Stirrup-bearing saddles were carried into Europe in the later fifth and early sixth century by the migrating tribes who overran the Western provinces of the Roman Empire. The Romans adopted them in the sixth century, but the fact that the author of the military manual known as the Stratêgikon written c.602 (where they are first mentioned in surviving literature) still regards it as necessary to tell his readers that saddles ought to have stirrups suggests that they remained something of a novelty that was not yet fully accepted. The word used is σκάλα / scala, that is a stair or ladder, which tells us that the Romans first regarded them as an aid to mounting, rather than as something essential to riding. In fact, across Europe the dominant riding style does not change to become fully dependant upon stirrups for a thousand years after this. It is impossible to establish the process and chronology of the diffusion of stirrups across European societies. They are not shown in art until well into the ninth century, but were probably widely established in Western nations before that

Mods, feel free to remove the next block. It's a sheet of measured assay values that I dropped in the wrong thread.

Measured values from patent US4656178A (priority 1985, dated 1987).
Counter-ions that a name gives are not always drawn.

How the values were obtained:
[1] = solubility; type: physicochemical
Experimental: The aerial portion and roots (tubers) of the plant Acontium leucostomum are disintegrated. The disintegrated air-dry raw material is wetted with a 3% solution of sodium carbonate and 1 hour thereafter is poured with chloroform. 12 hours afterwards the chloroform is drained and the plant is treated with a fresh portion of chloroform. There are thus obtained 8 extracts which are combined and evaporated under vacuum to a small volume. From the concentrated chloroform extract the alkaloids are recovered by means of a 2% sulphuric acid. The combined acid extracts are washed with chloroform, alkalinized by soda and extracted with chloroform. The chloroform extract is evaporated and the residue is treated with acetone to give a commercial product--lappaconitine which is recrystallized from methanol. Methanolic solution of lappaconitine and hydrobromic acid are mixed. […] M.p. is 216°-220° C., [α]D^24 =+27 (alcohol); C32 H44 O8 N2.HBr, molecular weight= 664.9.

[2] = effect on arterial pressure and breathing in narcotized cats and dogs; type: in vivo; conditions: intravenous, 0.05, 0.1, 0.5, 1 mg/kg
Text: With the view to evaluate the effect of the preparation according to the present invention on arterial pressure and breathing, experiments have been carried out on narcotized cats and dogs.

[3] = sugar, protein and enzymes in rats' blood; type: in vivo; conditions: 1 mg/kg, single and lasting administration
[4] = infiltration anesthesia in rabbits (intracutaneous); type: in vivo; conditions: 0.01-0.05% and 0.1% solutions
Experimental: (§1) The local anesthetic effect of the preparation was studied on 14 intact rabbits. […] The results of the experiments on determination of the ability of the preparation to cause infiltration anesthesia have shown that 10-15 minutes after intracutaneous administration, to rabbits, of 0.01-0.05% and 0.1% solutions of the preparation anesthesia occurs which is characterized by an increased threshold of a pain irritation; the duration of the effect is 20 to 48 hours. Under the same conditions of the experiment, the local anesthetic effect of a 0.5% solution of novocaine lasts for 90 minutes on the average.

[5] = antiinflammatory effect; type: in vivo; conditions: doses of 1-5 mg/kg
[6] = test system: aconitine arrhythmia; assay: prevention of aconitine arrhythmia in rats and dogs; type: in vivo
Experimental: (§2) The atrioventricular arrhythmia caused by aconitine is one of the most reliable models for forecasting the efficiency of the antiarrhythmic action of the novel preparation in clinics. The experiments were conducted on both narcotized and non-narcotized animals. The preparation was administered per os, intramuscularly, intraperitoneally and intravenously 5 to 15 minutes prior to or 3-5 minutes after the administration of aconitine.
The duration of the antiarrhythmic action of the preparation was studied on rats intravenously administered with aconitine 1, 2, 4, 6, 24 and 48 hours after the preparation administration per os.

The primordial form of saddle having low arches has never disappeared, although as cavalry developed as a primary military mode in the West, low saddles were relegated to civilian riding, although continued in military use in the East until influenced from the West during the era of the Crusades.
Copyright: Timothy George Dawson 2022